Friday, February 06, 2015

FEAR AND DESIRE (1953) - Stanley Kubrick

Seeing Stanley Kubrick's first feature, Fear and Desire, for the first time makes me feel better about some of my only wanting 16mm efforts around the same age. To watch it is to realize that the master definitely did not spring from the cinematic womb (i.e., the offices of Look Magazine) in anything resembling a fully formed state. Few of his perfectionist directorial hallmarks are present. It's not even photographed in an especially compelling manner. The self-important screenplay written by an old high school chum is pretty terrible, full of clunky, cliched "war and the soul of man" voiceover narration and dialogue more wooden than the San Gabriel forest in which he filmed. Fellow director Paul Mazursky as one of the crash-landed soldiers who goes "cuckoo" is worse. It's hard to believe this is the same genius who gave us other "horrors of war" classic like Paths of Glory and Full Metal Jacket. It's hard to believe it's the same guy who gave us his next quickie feature, Killer's Kiss.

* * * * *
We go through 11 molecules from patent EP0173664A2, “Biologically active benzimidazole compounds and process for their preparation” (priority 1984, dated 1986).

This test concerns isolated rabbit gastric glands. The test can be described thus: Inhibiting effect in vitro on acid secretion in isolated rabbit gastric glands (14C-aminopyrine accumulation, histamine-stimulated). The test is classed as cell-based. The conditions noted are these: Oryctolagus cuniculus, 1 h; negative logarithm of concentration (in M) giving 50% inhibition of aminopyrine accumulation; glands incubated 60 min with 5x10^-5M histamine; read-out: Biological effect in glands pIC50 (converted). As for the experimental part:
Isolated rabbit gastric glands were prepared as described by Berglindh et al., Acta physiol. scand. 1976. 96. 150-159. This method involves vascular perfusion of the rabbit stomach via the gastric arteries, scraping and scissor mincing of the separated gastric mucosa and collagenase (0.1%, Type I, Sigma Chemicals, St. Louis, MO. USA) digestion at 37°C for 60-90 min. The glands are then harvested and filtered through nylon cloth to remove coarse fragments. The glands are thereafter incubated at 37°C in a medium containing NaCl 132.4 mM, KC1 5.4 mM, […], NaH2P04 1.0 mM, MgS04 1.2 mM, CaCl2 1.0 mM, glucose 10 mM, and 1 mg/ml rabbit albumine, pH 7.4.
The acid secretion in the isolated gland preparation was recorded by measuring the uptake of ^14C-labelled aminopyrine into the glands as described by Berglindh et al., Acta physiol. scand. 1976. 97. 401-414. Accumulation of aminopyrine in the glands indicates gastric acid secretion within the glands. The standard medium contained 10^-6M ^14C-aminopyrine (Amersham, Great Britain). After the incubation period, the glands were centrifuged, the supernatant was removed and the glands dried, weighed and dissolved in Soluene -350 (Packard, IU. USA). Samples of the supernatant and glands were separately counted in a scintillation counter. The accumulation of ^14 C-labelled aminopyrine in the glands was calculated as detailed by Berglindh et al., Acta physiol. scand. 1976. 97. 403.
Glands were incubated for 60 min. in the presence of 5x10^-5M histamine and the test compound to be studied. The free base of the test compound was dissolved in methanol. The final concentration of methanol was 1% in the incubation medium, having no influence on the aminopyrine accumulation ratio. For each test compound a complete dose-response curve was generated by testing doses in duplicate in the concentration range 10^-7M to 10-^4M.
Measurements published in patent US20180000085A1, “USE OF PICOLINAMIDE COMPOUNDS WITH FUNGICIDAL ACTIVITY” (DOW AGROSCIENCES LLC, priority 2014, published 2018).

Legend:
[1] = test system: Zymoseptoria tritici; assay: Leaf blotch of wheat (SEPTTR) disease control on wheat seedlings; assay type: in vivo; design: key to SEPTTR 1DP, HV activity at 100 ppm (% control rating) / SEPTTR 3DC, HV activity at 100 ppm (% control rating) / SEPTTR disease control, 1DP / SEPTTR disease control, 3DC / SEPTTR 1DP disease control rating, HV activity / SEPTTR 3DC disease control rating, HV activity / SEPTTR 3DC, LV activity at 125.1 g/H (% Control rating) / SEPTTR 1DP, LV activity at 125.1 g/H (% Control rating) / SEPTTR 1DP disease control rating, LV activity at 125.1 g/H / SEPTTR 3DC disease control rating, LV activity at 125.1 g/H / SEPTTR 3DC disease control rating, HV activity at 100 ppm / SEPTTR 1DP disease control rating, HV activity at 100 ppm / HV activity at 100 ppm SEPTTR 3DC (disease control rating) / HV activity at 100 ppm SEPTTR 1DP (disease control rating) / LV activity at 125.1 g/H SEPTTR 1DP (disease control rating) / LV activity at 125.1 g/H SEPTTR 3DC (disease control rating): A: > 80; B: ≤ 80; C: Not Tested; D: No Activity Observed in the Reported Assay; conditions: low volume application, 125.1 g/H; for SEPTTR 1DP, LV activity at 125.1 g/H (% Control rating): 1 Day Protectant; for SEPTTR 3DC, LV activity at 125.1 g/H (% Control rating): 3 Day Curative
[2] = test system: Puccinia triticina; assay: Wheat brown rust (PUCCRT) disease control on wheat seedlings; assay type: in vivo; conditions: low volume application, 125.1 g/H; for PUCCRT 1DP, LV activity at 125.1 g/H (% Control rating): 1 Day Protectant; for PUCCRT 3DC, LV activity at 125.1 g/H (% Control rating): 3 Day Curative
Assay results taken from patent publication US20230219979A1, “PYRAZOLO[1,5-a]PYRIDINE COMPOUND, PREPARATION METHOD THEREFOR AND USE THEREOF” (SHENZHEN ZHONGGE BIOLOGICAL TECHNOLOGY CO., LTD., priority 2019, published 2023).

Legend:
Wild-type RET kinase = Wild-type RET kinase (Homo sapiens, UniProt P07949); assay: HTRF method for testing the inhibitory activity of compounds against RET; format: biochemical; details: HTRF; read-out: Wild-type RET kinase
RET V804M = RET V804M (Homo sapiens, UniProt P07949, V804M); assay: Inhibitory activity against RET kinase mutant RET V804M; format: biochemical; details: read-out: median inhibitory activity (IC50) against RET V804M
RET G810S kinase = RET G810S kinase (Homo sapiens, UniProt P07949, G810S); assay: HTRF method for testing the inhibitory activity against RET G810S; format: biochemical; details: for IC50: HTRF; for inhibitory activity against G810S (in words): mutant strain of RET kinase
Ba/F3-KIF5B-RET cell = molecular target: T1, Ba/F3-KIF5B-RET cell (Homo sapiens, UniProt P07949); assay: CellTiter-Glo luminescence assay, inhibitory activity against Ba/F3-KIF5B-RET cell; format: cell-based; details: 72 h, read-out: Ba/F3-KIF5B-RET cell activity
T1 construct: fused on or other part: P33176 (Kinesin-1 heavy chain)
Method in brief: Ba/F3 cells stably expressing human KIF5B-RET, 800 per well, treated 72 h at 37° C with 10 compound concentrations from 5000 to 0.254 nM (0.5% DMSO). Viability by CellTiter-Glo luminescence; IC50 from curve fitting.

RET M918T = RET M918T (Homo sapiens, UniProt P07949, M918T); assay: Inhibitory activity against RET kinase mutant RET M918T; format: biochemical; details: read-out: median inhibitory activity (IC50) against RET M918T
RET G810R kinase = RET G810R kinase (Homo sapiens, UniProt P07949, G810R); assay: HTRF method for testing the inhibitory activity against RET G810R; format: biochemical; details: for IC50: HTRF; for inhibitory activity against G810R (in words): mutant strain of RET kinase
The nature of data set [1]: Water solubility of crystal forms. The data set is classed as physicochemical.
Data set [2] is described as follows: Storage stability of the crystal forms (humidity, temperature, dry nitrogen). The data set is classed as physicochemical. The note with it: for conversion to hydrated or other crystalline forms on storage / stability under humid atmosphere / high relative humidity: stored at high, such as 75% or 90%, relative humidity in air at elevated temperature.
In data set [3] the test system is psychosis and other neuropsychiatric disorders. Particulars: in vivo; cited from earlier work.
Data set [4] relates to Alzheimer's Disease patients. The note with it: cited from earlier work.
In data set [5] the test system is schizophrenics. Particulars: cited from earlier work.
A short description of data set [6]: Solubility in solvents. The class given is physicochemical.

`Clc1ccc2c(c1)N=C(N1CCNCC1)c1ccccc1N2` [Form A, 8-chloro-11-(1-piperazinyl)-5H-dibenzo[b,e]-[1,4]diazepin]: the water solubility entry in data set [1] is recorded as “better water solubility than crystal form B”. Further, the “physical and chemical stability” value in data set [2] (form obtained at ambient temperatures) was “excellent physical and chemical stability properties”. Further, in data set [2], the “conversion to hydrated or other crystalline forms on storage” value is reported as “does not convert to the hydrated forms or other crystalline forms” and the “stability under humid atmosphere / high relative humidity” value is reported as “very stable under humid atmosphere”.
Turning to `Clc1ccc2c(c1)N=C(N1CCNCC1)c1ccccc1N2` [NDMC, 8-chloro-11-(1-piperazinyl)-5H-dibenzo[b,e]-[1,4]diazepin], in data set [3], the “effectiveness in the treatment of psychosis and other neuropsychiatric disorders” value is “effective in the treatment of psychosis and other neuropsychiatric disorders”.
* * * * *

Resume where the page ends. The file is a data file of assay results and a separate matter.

Obviously, Fear and Desire was a learn-on-the-job effort, and it's easy to see why an obsessive like Kubrick would want to forget it ever existed. He scraped it together on a $10,000 budget at age 24 and later tried to bury all prints of due to embarrassment, There's an OK scene with a friendly Doberman in the woods, then one where a captive lady (above) drinks water from Mazursky's palm. I could go on, but why not let the master excoriate himself? Just listen to his thoughts on Fear and Desire in this pre-film five minute clip. Stanley had a cold, unrelenting vision about everything else, and he definitely pulls no punches in dressing down this, the least favorite of his own films.

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